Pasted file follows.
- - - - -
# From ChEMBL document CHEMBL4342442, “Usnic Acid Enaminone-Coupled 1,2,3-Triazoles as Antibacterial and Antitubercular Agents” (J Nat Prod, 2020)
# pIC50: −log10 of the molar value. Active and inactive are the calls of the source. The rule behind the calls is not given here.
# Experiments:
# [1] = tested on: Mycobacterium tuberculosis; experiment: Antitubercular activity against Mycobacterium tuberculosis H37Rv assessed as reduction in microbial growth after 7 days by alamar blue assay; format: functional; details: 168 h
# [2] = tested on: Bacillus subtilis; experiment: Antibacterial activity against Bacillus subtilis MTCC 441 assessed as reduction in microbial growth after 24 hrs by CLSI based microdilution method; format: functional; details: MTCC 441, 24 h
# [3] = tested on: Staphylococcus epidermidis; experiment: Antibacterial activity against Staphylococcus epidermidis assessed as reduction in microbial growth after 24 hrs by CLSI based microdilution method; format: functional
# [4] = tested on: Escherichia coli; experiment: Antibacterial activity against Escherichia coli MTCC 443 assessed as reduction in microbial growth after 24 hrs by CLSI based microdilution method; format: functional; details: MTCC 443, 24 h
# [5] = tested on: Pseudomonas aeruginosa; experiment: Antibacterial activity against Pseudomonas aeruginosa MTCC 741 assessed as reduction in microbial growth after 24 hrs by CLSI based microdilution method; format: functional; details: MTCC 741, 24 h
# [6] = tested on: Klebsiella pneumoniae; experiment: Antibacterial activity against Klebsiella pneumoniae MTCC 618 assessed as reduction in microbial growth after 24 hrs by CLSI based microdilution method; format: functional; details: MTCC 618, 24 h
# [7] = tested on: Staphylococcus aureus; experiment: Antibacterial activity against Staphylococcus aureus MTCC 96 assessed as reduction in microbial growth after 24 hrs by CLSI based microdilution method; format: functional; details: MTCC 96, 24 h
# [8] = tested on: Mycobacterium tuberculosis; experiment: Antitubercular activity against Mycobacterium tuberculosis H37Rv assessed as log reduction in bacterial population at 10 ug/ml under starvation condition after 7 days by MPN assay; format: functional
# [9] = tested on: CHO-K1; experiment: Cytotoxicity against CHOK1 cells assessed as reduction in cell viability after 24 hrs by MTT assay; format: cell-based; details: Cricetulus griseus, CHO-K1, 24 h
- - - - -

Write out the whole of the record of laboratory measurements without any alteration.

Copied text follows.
# From ChEMBL document CHEMBL4342442, “Usnic Acid Enaminone-Coupled 1,2,3-Triazoles as Antibacterial and Antitubercular Agents” (J Nat Prod, 2020)
# pIC50: −log10 of the molar value. Active and inactive are the calls of the source. The rule behind the calls is not given here.
# Experiments:
# [1] = tested on: Mycobacterium tuberculosis; experiment: Antitubercular activity against Mycobacterium tuberculosis H37Rv assessed as reduction in microbial growth after 7 days by alamar blue assay; format: functional; details: 168 h
# [2] = tested on: Bacillus subtilis; experiment: Antibacterial activity against Bacillus subtilis MTCC 441 assessed as reduction in microbial growth after 24 hrs by CLSI based microdilution method; format: functional; details: MTCC 441, 24 h
# [3] = tested on: Staphylococcus epidermidis; experiment: Antibacterial activity against Staphylococcus epidermidis assessed as reduction in microbial growth after 24 hrs by CLSI based microdilution method; format: functional
# [4] = tested on: Escherichia coli; experiment: Antibacterial activity against Escherichia coli MTCC 443 assessed as reduction in microbial growth after 24 hrs by CLSI based microdilution method; format: functional; details: MTCC 443, 24 h
# [5] = tested on: Pseudomonas aeruginosa; experiment: Antibacterial activity against Pseudomonas aeruginosa MTCC 741 assessed as reduction in microbial growth after 24 hrs by CLSI based microdilution method; format: functional; details: MTCC 741, 24 h
# [6] = tested on: Klebsiella pneumoniae; experiment: Antibacterial activity against Klebsiella pneumoniae MTCC 618 assessed as reduction in microbial growth after 24 hrs by CLSI based microdilution method; format: functional; details: MTCC 618, 24 h
# [7] = tested on: Staphylococcus aureus; experiment: Antibacterial activity against Staphylococcus aureus MTCC 96 assessed as reduction in microbial growth after 24 hrs by CLSI based microdilution method; format: functional; details: MTCC 96, 24 h
# [8] = tested on: Mycobacterium tuberculosis; experiment: Antitubercular activity against Mycobacterium tuberculosis H37Rv assessed as log reduction in bacterial population at 10 ug/ml under starvation condition after 7 days by MPN assay; format: functional
# [9] = tested on: CHO-K1; experiment: Cytotoxicity against CHOK1 cells assessed as reduction in cell viability after 24 hrs by MTT assay; format: cell-based; details: Cricetulus griseus, CHO-K1, 24 h